According to BBC News, scientists aboard the German research ship the Polarstern have begun dumping iron particles into an area of the Scotia Sea east of Argentina in an ocean fertilization experiment. The expedition had been suspended by the German government because of concerns that it violated the UN’s Convention On Biological Diversity. But with the expedition reauthorized by the German government the experiment is being carried out. The BBC article says that 6 tons of iron sulfate are being dumped into the ocean, although it has been reported that the ship set out with 20 tons.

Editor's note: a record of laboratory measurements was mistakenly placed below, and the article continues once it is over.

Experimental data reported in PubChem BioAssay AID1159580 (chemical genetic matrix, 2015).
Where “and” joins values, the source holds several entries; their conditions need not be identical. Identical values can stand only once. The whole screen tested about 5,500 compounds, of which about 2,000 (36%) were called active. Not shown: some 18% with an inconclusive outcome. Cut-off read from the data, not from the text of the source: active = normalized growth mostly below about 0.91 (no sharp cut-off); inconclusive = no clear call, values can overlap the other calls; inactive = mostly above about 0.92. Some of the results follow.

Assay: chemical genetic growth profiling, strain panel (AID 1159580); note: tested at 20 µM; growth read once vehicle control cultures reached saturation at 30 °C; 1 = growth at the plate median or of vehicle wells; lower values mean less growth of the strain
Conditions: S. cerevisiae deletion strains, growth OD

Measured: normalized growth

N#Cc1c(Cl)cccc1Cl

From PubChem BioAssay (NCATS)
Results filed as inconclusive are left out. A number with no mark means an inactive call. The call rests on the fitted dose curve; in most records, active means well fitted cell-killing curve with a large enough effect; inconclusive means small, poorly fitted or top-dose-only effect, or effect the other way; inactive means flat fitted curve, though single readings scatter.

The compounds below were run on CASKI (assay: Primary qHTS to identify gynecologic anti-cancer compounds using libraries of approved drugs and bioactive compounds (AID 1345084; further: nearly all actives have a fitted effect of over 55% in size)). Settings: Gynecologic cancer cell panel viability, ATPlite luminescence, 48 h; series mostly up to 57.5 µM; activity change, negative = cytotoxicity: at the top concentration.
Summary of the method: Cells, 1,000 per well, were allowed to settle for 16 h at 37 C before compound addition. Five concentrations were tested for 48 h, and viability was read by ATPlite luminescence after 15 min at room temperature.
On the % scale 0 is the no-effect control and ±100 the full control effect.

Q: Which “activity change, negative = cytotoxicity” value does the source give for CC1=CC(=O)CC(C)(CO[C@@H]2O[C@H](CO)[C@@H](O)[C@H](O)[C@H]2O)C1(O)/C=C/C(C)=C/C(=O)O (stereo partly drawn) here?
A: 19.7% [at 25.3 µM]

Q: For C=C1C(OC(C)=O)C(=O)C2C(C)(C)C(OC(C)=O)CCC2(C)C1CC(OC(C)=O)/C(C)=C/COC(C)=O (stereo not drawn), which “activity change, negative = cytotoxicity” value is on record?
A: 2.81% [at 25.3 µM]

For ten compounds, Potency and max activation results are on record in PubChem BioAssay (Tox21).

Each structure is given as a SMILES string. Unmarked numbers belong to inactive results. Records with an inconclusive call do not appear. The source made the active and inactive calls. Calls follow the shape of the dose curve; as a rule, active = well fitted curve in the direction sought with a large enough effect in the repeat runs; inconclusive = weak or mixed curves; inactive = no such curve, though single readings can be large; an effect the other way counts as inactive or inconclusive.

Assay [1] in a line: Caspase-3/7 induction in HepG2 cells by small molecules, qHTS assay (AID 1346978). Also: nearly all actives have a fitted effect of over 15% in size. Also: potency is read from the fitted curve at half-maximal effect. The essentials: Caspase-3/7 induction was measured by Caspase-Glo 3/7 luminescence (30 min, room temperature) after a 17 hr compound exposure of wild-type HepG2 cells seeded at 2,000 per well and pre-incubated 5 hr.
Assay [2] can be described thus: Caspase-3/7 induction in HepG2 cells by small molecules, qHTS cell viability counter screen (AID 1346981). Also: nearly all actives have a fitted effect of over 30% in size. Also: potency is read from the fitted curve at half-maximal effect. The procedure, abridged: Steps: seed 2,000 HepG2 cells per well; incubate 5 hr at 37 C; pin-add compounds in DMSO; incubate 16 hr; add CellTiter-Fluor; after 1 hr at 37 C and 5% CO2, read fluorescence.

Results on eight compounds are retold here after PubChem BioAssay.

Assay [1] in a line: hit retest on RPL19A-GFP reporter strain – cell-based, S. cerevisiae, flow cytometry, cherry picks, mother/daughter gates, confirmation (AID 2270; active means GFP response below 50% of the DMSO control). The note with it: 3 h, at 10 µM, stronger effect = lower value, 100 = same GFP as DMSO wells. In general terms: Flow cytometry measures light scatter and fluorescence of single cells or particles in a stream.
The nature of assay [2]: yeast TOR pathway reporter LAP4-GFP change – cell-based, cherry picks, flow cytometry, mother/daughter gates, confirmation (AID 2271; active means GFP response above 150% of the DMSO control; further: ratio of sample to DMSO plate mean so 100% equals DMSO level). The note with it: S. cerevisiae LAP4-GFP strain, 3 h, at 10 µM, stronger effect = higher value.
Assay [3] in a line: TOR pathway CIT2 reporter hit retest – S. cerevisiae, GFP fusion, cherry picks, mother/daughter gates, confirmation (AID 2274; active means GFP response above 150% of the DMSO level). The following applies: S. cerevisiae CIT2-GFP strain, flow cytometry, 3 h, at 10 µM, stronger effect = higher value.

This ocean fertilization experiment is taking place at a time when a new published research report described in an article posted at Yahoo News provides both good and bad news for the idea of dumping iron into the ocean to stimulate phytoplankton blooms as a way of countering global warming. The good news is that the research team, which was led by Raymond Pollard of the National Oceanography Centre of Southhampton in England, found that plankton were much more abundant in ocean water high in iron content than in ocean water that was iron-poor, suggesting that adding iron will produce plankton blooms. The bad news was that the research team found that only about 10% of the phytoplankton actually wind up on the bottom of the ocean. The remaining 90% don’t sink all way down and eventually, perhaps after decades or even longer, the carbon dioxide that the plankton had taken up from the atmosphere through photosynthesis gets back up to the surface. The smaller the percentage of carbon dioxide that gets permanently stored at the ocean bottom using this scheme the larger area of ocean that would be needed to have a significant affect on global warming, thereby maximizing costs and perhaps most importantly, risks.